You are in a hurry and want to get some information from the internet. You search the internet and click on the link that looks more relevant to your search term. Now, you are waiting for the web page to load but nothing appears on the screen for the first few seconds. You decided to wait a few more seconds, but nothing seems to be working.
Imagine that happening to your business website and your customers abandoning your website and visiting your competitor’s website. Google is also considering website speed as a ranking factor, which means that it will push your website down its search index if it is slow to load. A poor user experience will send your conversion rate plummeting. If you don’t want that to happen to your business website, you should boost its speed.
In this article, you will learn about seven effective tips to boost your website speed.
If you are serious about improving your website performance then, you should make it a priority. As Brad Frost puts it, “I help people and organizations understand that performance is not just a technical best practice rather an essential design principle. Everyone needs to prioritize performance in their workflow, from business owners to managers, designers and developers.” When your website is developed with speed in mind, it will end up performing well; so you need to make speed a top priority from the beginning.
Images, Videos and animations all contribute to increasing your website load time and slow your website down to a crawl. To make matters worse, websites use high-quality images in order to deliver an eye candy to their visitors, but the issue with high quality visuals is that they take longer to load. While you can’t strip your website of all visuals and risk appearing static and uninteresting, you can start by optimizing all the images on your website to minimize the load time.
Another way to drop a few seconds off your website’s page load times is to reduce the server response time. There are many factors, which contribute to slower server response time and you should know about them. Some of the biggest reasons behind slow server response times are slow database queries, application logic, framework, libraries, memory and CPU. If you can keep a check on all this, you can easily keep the server response time down to a minimum.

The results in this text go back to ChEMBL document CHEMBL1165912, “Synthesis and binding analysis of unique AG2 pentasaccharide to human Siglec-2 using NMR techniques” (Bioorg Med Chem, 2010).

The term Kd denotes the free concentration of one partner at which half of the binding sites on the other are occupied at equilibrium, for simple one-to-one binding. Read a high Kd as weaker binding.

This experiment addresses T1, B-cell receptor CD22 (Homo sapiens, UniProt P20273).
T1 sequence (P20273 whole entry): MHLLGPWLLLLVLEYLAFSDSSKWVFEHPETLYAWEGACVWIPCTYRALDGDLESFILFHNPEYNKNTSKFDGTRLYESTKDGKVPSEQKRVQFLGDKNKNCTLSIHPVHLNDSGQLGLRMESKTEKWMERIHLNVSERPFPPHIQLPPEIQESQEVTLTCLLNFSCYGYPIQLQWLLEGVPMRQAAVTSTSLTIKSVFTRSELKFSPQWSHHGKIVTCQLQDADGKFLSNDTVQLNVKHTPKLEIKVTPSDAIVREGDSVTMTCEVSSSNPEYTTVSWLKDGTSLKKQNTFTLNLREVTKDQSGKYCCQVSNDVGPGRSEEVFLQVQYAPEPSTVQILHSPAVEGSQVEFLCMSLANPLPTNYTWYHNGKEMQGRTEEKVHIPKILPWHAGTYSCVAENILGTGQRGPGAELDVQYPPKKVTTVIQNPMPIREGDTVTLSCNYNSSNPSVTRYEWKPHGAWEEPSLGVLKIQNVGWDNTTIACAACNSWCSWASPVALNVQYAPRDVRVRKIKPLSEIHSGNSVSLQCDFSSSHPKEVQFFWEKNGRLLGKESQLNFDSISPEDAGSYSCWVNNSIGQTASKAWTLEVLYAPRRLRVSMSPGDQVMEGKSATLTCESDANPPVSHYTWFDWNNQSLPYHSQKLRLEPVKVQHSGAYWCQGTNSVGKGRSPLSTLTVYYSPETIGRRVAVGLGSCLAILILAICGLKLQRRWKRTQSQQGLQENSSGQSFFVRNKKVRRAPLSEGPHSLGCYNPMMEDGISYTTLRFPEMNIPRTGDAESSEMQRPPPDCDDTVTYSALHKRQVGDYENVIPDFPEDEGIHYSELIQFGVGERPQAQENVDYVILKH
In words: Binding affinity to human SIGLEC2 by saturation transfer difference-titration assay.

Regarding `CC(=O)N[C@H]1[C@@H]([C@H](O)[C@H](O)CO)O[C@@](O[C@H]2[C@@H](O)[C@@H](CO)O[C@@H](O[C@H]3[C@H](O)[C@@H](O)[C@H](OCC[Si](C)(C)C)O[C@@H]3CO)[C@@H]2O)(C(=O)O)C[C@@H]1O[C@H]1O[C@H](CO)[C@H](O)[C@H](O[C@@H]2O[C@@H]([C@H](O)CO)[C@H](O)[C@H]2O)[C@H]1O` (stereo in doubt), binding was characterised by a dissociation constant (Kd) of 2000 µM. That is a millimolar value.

Another reason for painstakingly long page load times could be the internet connection. Your website might load instantly on your internet connection, but this will not be the case for users who have a slower internet connection. How can you deliver an immersive and interactive web experience to your website visitors? That is where browser caching can come in handy. You can use this technique to ensure that your website loads instantly when a user accesses your website again. It minimizes the time required for fetching resources and enhances the user experience of the website visitor.
Let’s say your website is visually heavy and contains lots of images, videos, and fancy animations. There are dozens of buttons and widgets that need to be loaded every time someone accesses your website. If you look at the total size of your website, you will realize that it is way more than the industry average, which is why your website is taking longer to load. If you are looking to overlook this issue, you can make your website load quickly by using compression.
Tools like gzip compress your files instead of sending them to index.html. By doing this, you not only reduce the file size but also ensure faster load time. You should be familiar with gzipping code to do this but if you are not, you can find gzipping code here. If you are getting your website developed by a third-party web developer, don’t forget to request this from your web developer.
CDN stands for Content Delivery Network. It is basically a collection of web servers distributed across different parts of the world to efficiently deliver content to users. For instance, if you are accessing a website that uses CDN from Brazil, the server that is located nearest to your location will become active and let you access the website. With the nearest server having the least number of hops, you get a faster response time. Using a CDN will give your website a speed boost so it is worth considering this option, especially if website performance and page load times are your priority.
If your website is slow to load, identify what the problem is and fix it. Start off by making speed a priority. Optimize multimedia such as images and minify code where you can. Invest in CDN and use compression techniques to make your website load faster. By using some of the aforementioned tips, you can make a big difference to your website loading time, performance and user experience.